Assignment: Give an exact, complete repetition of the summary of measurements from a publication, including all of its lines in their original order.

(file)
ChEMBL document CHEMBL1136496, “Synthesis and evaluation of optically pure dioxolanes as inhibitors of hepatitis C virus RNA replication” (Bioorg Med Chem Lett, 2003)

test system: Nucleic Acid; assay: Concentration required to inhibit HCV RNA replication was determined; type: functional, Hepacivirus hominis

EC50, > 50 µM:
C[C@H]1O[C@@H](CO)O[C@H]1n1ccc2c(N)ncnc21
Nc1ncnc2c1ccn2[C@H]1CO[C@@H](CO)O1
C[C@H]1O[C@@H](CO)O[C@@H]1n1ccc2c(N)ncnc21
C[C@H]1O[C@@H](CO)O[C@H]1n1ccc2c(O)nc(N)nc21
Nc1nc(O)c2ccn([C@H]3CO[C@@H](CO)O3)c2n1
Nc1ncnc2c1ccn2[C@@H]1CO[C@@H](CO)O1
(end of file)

ChEMBL document CHEMBL1136496, “Synthesis and evaluation of optically pure dioxolanes as inhibitors of hepatitis C virus RNA replication” (Bioorg Med Chem Lett, 2003)

test system: Nucleic Acid; assay: Concentration required to inhibit HCV RNA replication was determined; type: functional, Hepacivirus hominis

EC50, > 50 µM:
C[C@H]1O[C@@H](CO)O[C@H]1n1ccc2c(N)ncnc21
Nc1ncnc2c1ccn2[C@H]1CO[C@@H](CO)O1
C[C@H]1O[C@@H](CO)O[C@@H]1n1ccc2c(N)ncnc21
C[C@H]1O[C@@H](CO)O[C@H]1n1ccc2c(O)nc(N)nc21
Nc1nc(O)c2ccn([C@H]3CO[C@@H](CO)O3)c2n1
Nc1ncnc2c1ccn2[C@@H]1CO[C@@H](CO)O1